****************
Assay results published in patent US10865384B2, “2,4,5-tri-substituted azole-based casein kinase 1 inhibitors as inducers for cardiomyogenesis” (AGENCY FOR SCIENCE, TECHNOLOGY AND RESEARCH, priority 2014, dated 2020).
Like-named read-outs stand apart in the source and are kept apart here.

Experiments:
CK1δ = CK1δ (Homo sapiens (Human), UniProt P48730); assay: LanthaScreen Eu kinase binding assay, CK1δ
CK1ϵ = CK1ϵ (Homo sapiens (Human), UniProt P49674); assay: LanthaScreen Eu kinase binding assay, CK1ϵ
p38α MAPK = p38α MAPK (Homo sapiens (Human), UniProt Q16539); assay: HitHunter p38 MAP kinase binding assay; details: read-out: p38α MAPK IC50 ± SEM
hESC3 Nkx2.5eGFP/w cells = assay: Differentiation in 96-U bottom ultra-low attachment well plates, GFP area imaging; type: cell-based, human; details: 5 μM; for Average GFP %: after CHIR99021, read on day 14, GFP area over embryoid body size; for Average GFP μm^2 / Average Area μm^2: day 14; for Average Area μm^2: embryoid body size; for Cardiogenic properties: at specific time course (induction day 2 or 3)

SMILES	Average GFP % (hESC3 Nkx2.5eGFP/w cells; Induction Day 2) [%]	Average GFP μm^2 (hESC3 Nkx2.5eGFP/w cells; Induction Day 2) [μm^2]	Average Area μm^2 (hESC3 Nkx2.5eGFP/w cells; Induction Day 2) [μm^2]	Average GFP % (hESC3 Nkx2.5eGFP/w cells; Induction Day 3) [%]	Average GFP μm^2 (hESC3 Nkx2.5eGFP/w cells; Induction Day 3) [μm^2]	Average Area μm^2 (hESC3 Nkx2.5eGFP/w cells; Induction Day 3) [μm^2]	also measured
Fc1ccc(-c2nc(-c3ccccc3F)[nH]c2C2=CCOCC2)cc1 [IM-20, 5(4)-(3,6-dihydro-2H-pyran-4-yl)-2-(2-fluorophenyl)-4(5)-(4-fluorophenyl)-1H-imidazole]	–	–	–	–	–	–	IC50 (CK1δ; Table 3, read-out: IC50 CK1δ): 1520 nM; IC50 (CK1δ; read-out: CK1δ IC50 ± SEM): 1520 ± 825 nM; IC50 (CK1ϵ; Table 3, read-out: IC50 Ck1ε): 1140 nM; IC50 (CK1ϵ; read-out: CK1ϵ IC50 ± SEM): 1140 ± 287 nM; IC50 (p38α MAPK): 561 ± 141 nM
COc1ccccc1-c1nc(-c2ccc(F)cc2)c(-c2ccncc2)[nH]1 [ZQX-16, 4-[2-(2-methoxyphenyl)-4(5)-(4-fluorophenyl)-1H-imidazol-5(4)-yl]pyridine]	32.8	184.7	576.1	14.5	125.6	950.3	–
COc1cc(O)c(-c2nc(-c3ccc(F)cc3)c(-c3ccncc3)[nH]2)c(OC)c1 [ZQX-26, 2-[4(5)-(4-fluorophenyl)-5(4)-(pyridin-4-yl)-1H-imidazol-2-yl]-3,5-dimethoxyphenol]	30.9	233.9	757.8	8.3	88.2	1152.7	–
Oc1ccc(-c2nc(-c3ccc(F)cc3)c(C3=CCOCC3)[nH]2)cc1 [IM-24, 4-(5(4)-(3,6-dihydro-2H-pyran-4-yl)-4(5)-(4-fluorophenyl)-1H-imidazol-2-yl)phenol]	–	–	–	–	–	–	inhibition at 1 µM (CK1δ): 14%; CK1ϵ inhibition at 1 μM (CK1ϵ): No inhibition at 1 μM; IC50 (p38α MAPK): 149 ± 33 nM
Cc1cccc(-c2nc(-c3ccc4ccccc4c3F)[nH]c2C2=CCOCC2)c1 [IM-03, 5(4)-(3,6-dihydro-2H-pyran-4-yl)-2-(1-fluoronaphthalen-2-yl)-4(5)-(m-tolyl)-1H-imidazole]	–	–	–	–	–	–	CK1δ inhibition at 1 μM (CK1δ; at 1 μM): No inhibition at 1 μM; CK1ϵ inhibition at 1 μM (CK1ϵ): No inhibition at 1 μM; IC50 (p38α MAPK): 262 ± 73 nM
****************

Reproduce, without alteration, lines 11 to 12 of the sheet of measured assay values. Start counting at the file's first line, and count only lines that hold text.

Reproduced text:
COc1cc(O)c(-c2nc(-c3ccc(F)cc3)c(-c3ccncc3)[nH]2)c(OC)c1 [ZQX-26, 2-[4(5)-(4-fluorophenyl)-5(4)-(pyridin-4-yl)-1H-imidazol-2-yl]-3,5-dimethoxyphenol]	30.9	233.9	757.8	8.3	88.2	1152.7	–
Oc1ccc(-c2nc(-c3ccc(F)cc3)c(C3=CCOCC3)[nH]2)cc1 [IM-24, 4-(5(4)-(3,6-dihydro-2H-pyran-4-yl)-4(5)-(4-fluorophenyl)-1H-imidazol-2-yl)phenol]	–	–	–	–	–	–	inhibition at 1 µM (CK1δ): 14%; CK1ϵ inhibition at 1 μM (CK1ϵ): No inhibition at 1 μM; IC50 (p38α MAPK): 149 ± 33 nM